The design management plan typically includes specific quality practices, assessment methodology, record-keeping, documentation requirements, resources, etc., and usually reference the sequence of activities relevant to a particular design or design category. The design management plan references applicable codes, standards, regulations and specifications. and describe the interfaces with different groups or activities that provide, or result in, an input to the design and development process.
Each design activity is planned, divided into phases, and tasks assigned to competent and skilled design personnel equipped with adequate tools and resources. Design management plans are documented and updated as the design evolves.
As required, at the commencement of a design package, the Design Manager is required to complete a Design Management Plan (DMP) which will include at a minimum:
- Confirmation of the standards baseline used for the work being undertaken and an explanation of how compliance to this baseline will be demonstrated;
- An organisation chart with defined responsibilities for all staff with direct involvement in design or with a potential impact on safety;
- Skills matrix to define the competence of individuals with ‘prepare’, ‘check’ and ‘approval’ duties;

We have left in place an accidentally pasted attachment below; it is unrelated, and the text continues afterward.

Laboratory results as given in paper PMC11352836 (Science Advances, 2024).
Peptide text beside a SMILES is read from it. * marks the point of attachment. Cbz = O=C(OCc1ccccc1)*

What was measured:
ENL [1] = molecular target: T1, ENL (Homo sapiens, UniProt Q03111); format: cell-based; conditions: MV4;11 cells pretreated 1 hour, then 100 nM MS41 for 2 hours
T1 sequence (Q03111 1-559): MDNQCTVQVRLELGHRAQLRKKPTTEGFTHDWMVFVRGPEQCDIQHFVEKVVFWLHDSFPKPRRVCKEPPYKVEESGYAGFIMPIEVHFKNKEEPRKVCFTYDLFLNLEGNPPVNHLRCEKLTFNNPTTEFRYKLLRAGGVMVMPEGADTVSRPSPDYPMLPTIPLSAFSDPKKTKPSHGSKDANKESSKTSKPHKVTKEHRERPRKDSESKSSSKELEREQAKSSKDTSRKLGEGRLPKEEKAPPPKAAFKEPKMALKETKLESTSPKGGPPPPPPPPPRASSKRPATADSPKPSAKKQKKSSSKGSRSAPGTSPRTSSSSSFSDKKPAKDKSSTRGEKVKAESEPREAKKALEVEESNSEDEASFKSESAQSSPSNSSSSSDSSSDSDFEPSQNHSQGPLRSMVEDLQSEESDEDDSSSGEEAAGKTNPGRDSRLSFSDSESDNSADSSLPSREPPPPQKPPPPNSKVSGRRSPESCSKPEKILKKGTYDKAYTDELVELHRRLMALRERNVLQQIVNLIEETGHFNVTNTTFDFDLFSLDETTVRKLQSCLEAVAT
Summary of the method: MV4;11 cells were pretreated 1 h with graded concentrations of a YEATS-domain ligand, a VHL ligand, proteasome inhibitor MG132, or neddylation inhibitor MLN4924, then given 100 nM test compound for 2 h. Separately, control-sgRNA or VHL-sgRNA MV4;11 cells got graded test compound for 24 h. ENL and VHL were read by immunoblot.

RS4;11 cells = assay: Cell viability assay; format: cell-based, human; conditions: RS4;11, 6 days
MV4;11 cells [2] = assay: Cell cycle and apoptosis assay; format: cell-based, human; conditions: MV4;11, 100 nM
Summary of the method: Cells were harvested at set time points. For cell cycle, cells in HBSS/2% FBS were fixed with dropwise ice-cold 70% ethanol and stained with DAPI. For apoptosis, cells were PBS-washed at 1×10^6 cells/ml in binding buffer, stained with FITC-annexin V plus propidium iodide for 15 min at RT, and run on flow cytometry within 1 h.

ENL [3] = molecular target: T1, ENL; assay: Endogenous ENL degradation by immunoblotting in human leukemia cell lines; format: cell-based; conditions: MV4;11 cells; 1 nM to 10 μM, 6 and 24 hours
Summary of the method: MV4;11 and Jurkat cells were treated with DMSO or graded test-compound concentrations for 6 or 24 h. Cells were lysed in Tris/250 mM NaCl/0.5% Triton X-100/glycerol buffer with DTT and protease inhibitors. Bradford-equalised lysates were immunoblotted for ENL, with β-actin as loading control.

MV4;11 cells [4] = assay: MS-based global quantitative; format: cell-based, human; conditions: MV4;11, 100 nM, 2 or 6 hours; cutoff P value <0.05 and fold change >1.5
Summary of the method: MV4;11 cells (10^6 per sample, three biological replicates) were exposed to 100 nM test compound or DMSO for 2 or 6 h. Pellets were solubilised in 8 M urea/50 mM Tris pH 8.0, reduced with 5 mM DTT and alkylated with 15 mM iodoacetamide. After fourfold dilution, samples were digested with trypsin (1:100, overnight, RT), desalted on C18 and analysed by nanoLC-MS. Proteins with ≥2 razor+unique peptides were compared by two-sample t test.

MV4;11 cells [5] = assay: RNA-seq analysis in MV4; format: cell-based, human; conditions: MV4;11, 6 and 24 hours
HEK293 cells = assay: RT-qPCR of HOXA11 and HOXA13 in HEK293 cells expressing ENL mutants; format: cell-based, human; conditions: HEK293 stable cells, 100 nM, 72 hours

- Scope definition and interface identification including key issues and operational requirements;
- Projected output, timelines, milestones, and defined deliverables;
- Stated processes and procedures to ensure acceptable quality assurance will be demonstrated and records maintained (specifically the formal Assurance Gates);
- Processes and procedures to be used to ensure compliance with the engineering safety management;
- The design review process, both single (SDR) and multi-design consultant (IDR) reviews and stakeholder intervention, prior to the Assurance Gate Reviews at 20%, 60% & 100% design completion stages;
- Explanation of how compliance with input requirements will be demonstrated.
Although the standard does not require a documented procedure, the design process needs to demonstrate how the process is controlled and planned. The organization, however, will need to provide some type of objective evidence as to what the planning activities include. This can be accomplished with the use of time-lines, Gantt charts or any other planning method such as Microsoft project manager.
In addition, auditors would likely want to see objective evidence of how the interfaces between other processes are managed, either through statements, or in associated procedures, process mapping, and matrix approach or in the time line planning.
Organizational and technical interfaces between different functions and departments that contribute to the design and development process are defined and the necessary information documented, transmitted and regularly reviewed.